I’d completed my first road trip in the campervan from Adelaide to Melbourne, been to the Australian Tennis Open, and was now starting to think I really ought to start looking for a job. But there was one last thing I wanted to do before facing reality, and that was go to an Australian music festival.
I’ve never been to a festival quite like Rainbow Serpent. Located in Western Victoria, this is a magical place where like-minded people from all walks of life come together, and for 4 days, they leave their ‘real’ lives behind and become whoever they want to be.
This festival has a unique culture. As you walk around the stalls you can immerse yourself in art, world food, alternative clothing, spiritual education, healing, and most importantly, music.
From when the music kicks off on the Friday afternoon it doesn’t stop until Monday. The names on the line up may not be the biggest but no expense has been spared when it comes to the speakers and sound systems. As you dance at the ‘Market Stage’ it’s easy to lose yourself as the crystal clear music hits your ears and goes right through your body.
The range of music itself was most definitely not a disappointment. Mainly electronic it ranged from psytrance, to progressive house, to ambient sounds at the Chillout Stage. Or if you wanted a change of scene you could take a trip to the circus style ‘Playground Tent’, where bands made up of trumpets, trombones and sax played music with ska and funky jazz influences.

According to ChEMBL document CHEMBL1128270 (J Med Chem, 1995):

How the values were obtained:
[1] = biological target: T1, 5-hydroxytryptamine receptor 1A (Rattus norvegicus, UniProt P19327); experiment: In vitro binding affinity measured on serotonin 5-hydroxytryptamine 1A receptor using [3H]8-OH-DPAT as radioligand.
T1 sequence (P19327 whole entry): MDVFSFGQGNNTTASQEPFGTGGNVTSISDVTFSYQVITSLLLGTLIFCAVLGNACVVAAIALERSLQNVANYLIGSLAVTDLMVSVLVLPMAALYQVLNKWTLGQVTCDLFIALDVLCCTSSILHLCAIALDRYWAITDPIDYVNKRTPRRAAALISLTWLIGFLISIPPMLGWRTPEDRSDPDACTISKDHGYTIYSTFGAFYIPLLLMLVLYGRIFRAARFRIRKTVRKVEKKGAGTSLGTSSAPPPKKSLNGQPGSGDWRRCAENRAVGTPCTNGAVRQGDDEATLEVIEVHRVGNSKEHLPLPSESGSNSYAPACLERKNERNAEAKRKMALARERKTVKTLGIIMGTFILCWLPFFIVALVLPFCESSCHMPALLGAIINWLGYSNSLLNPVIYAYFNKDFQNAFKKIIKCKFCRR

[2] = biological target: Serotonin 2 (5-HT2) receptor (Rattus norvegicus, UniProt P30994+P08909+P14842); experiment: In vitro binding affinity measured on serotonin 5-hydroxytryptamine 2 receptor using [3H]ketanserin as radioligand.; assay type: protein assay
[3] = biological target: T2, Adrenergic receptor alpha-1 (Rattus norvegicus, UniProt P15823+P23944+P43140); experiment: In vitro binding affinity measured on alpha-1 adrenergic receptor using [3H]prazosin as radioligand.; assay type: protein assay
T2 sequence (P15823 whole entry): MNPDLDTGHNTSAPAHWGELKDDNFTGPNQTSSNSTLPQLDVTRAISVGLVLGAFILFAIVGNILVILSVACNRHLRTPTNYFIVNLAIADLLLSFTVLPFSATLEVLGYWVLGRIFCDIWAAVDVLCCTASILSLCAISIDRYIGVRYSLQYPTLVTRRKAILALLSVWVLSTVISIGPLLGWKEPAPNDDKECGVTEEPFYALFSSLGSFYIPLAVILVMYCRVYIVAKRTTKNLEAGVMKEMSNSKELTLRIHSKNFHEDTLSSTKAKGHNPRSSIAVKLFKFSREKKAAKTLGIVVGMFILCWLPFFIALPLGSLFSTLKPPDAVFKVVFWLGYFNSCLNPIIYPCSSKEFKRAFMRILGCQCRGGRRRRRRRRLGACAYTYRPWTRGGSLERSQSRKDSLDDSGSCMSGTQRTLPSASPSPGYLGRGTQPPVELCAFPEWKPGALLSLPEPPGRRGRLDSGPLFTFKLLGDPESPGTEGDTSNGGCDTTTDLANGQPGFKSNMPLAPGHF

One of the highlights was seeing headliners ‘The Orb’ on the Saturday night. Every element had been thought through, the artistic stage décor, the laser lights, and the intense visuals hitting you straight in the face melting in with the sounds. Around the outskirts of the dance floor people danced with glow in the dark props; hula hoops, diabolos, and Poi Spinning. The best way to describe it all was as a sensory overload.
One thought that came back to me over and over again through out the course of the festival was ‘who are these people?’ It was the opening ceremony on the Saturday evening when the main stage would open for 24 hours. Every year it is tradition for aboriginals to open the stage with a display of their culture through costume and dance. You learn where the name Rainbow Serpent has come from and that to the aboriginals, the original landowners, the Rainbow Serpent is the protector of the land and source of all life.
The ceremony brought all the festival goers together and as I looked around and took everyone in, I couldn’t stop smiling as I realised not a single person looked ‘normal’.
There were dreadlocks, body art, dramatic costumes, hippy clothing, and everyone looked so happy; you’d find it difficult to find anyone dressed normally in the crowd. These people had come from not just every corner of Australia but all over the world.
You could tell that for some people this wasn’t much different to their usual life, I’d imagine they would appear much the same if I were to see them in a weeks time walking down the street in Melbourne.
But what do all the others do? What lives do they lead outside Rainbow? There could be teachers, doctors, accountants, anyone here, and you’d never know. Although the music is great, the art stalls are interesting; it’s the Rainbow Serpent culture and the escapism it provides that makes this festival so great.